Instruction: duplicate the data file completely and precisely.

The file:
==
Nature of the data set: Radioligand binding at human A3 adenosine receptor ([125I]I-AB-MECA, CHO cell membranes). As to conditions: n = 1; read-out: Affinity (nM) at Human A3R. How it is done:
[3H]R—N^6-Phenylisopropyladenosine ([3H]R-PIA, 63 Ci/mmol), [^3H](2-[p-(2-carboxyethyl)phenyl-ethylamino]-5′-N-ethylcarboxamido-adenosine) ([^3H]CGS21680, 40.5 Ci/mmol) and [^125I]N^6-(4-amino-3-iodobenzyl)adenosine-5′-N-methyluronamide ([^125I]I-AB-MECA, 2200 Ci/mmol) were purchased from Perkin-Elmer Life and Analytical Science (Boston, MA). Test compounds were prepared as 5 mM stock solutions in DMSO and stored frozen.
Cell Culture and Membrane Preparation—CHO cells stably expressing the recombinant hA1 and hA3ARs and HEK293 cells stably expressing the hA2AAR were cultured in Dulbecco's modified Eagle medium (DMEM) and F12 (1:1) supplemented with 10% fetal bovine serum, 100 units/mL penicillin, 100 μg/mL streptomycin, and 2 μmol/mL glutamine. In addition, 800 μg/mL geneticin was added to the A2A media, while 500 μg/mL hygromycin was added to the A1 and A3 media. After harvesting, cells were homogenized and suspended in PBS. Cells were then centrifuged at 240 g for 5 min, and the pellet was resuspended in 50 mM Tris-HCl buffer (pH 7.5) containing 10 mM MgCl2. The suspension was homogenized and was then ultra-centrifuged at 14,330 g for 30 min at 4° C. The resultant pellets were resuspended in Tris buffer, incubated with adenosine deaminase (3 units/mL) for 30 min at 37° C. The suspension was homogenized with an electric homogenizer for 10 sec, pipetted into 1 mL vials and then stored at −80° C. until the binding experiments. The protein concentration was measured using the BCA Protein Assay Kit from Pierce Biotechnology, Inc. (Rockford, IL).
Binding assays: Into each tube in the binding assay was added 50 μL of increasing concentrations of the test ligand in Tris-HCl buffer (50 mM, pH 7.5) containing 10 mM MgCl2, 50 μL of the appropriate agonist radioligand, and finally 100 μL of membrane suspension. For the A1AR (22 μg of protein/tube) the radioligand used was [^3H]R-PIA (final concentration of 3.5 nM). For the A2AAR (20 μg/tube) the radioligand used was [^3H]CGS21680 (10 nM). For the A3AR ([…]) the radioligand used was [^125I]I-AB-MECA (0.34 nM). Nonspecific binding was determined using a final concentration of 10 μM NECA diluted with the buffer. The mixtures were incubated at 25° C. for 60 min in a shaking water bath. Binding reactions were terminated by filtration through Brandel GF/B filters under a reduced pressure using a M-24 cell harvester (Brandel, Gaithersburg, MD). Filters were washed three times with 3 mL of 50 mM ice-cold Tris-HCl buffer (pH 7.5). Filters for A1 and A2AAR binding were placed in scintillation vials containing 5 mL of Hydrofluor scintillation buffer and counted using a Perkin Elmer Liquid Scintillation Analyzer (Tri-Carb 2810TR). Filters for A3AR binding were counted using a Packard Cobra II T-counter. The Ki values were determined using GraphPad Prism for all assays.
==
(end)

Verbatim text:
Nature of the data set: Radioligand binding at human A3 adenosine receptor ([125I]I-AB-MECA, CHO cell membranes). As to conditions: n = 1; read-out: Affinity (nM) at Human A3R. How it is done:
[3H]R—N^6-Phenylisopropyladenosine ([3H]R-PIA, 63 Ci/mmol), [^3H](2-[p-(2-carboxyethyl)phenyl-ethylamino]-5′-N-ethylcarboxamido-adenosine) ([^3H]CGS21680, 40.5 Ci/mmol) and [^125I]N^6-(4-amino-3-iodobenzyl)adenosine-5′-N-methyluronamide ([^125I]I-AB-MECA, 2200 Ci/mmol) were purchased from Perkin-Elmer Life and Analytical Science (Boston, MA). Test compounds were prepared as 5 mM stock solutions in DMSO and stored frozen.
Cell Culture and Membrane Preparation—CHO cells stably expressing the recombinant hA1 and hA3ARs and HEK293 cells stably expressing the hA2AAR were cultured in Dulbecco's modified Eagle medium (DMEM) and F12 (1:1) supplemented with 10% fetal bovine serum, 100 units/mL penicillin, 100 μg/mL streptomycin, and 2 μmol/mL glutamine. In addition, 800 μg/mL geneticin was added to the A2A media, while 500 μg/mL hygromycin was added to the A1 and A3 media. After harvesting, cells were homogenized and suspended in PBS. Cells were then centrifuged at 240 g for 5 min, and the pellet was resuspended in 50 mM Tris-HCl buffer (pH 7.5) containing 10 mM MgCl2. The suspension was homogenized and was then ultra-centrifuged at 14,330 g for 30 min at 4° C. The resultant pellets were resuspended in Tris buffer, incubated with adenosine deaminase (3 units/mL) for 30 min at 37° C. The suspension was homogenized with an electric homogenizer for 10 sec, pipetted into 1 mL vials and then stored at −80° C. until the binding experiments. The protein concentration was measured using the BCA Protein Assay Kit from Pierce Biotechnology, Inc. (Rockford, IL).
Binding assays: Into each tube in the binding assay was added 50 μL of increasing concentrations of the test ligand in Tris-HCl buffer (50 mM, pH 7.5) containing 10 mM MgCl2, 50 μL of the appropriate agonist radioligand, and finally 100 μL of membrane suspension. For the A1AR (22 μg of protein/tube) the radioligand used was [^3H]R-PIA (final concentration of 3.5 nM). For the A2AAR (20 μg/tube) the radioligand used was [^3H]CGS21680 (10 nM). For the A3AR ([…]) the radioligand used was [^125I]I-AB-MECA (0.34 nM). Nonspecific binding was determined using a final concentration of 10 μM NECA diluted with the buffer. The mixtures were incubated at 25° C. for 60 min in a shaking water bath. Binding reactions were terminated by filtration through Brandel GF/B filters under a reduced pressure using a M-24 cell harvester (Brandel, Gaithersburg, MD). Filters were washed three times with 3 mL of 50 mM ice-cold Tris-HCl buffer (pH 7.5). Filters for A1 and A2AAR binding were placed in scintillation vials containing 5 mL of Hydrofluor scintillation buffer and counted using a Perkin Elmer Liquid Scintillation Analyzer (Tri-Carb 2810TR). Filters for A3AR binding were counted using a Packard Cobra II T-counter. The Ki values were determined using GraphPad Prism for all assays.